"By better fostering community connection and belonging, we can increase the well-being of LGBTQ+ youth," says Emily Comeau, a Catharine Parr Traill College student pursuing her Master’s of Psychology at Trent University.
Emily shares that, as a lesbian, her personal experience and years of active involvement in the LGBTQ+ community have given her the determination and passion to see this area of research expand and to create positive spaces for others.
Under the mentorship Trent's Dr. Karen Blair, an esteemed researcher and director of the Trent Social Relations, Attitudes, and Diversity Lab, as well as the chair of the Sexual Orientation & Gender Identity Issues (SOGII) Section of the Canadian Psychological Association (CPA), Emily's groundbreaking work strives to improve the well-being of folks in the queer community here at home in Canada and beyond.
Emily's journey as a student researcher at Trent has been marked by incredible growth and support, emphasizing the importance of higher education investing in this area of research.
"It's important for Trent to invest in LGBTQ+ research because, for so long, we've been left out or considered an afterthought," says Emily. “I think by better understanding community connection and the positives and negatives for LGBTQ+ people, we can see where the weak points are and have specific programs or education around those groups so that they can better be supported and understood.”
With the backing of Professor Blair, Emily has had numerous opportunities to conduct impactful research and pursue her academic endeavors. Together, they strive to bridge the gaps in research, particularly among femme individuals, to create targeted programs and educational initiatives that foster support and appreciation.
Reflecting on her choice to study at Trent, Emily shares, "Trent is a really safe space for LGBTQ+ individuals. It allows students to explore their passions, including LGBTQ+ research." The University's commitment to inclusivity has provided her with the ideal environment to thrive and make a difference. Emily shares that opportunities to collaborate with leading experts, like Dr. Ashley Hoskin, who specializes in the study of femmephobia, has expanded her knowledge and understanding of important intersections, offering valuable insights for her continued research.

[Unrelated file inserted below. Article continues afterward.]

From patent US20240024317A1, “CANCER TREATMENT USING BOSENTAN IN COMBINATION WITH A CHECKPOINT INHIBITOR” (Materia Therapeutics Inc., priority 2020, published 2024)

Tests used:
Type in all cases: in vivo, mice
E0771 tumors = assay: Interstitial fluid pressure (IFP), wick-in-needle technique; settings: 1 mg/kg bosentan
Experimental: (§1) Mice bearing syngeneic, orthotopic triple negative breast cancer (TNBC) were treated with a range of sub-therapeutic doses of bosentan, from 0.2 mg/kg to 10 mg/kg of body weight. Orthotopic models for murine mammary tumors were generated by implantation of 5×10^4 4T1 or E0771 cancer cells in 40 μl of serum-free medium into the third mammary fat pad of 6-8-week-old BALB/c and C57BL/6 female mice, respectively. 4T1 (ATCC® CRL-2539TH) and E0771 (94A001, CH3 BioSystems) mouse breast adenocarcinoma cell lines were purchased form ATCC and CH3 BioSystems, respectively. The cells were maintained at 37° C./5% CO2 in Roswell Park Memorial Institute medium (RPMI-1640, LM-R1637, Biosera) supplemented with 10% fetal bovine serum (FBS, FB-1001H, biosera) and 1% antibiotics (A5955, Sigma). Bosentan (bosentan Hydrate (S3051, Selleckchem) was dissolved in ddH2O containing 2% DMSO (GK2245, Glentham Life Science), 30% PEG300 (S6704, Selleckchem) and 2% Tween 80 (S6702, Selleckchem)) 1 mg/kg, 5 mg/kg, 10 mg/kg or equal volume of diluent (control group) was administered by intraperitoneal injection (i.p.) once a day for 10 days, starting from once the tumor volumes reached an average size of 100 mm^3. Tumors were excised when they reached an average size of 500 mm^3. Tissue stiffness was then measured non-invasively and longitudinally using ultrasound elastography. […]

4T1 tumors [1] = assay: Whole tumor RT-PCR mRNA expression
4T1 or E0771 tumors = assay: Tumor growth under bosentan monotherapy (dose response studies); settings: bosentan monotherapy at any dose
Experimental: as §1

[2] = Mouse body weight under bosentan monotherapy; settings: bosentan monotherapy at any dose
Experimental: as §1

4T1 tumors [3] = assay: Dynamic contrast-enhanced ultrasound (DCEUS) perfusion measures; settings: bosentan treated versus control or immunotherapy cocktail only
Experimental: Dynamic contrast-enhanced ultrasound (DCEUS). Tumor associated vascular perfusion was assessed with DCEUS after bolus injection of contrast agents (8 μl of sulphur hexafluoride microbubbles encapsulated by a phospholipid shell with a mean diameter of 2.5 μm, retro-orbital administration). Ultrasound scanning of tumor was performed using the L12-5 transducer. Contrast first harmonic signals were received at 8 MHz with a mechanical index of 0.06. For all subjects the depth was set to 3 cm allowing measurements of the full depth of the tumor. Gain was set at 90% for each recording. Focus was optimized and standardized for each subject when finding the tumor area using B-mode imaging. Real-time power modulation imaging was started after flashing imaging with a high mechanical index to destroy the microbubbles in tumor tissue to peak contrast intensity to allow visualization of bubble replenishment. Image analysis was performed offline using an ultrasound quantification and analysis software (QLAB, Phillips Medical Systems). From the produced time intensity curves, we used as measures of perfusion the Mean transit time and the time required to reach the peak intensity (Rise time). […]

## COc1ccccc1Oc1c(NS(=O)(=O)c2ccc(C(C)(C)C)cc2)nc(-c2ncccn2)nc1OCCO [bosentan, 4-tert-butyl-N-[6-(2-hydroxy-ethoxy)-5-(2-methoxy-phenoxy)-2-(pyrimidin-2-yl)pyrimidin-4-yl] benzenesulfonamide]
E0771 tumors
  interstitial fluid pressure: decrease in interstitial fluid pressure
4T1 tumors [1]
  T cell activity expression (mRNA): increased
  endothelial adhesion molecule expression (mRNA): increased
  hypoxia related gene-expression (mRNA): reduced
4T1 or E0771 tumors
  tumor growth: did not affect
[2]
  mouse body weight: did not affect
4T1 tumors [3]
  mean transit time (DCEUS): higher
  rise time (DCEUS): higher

Sharing research at a national conference
Emily possesses a strong vision for the future of community research, driven by her unwavering dedication to enhancing positive community connections and addressing the challenges faced by LGBTQ+ individuals. Her excitement grows as she prepares to present her research on the significance of LGBTQ+ identity during the COVID-19 pandemic at the CPA’s annual Preaching to the Choir Conference. This opportunity to engage with a different audience fills her with enthusiasm as she embraces the chance to try something new.
This project represents a significant milestone in Emily's academic journey, allowing her to venture into qualitative research, delve into the experiences of individuals, and share her findings with a wider audience beyond the scope of her previous undergraduate work. Her commitment to the well-being of the LGBTQ+ community through fostering community connections shines brightly. Collaborating with esteemed researchers and drawing from her own lived experiences, she pushes her research forward, inspiring change and contributing to the creation of a more inclusive society.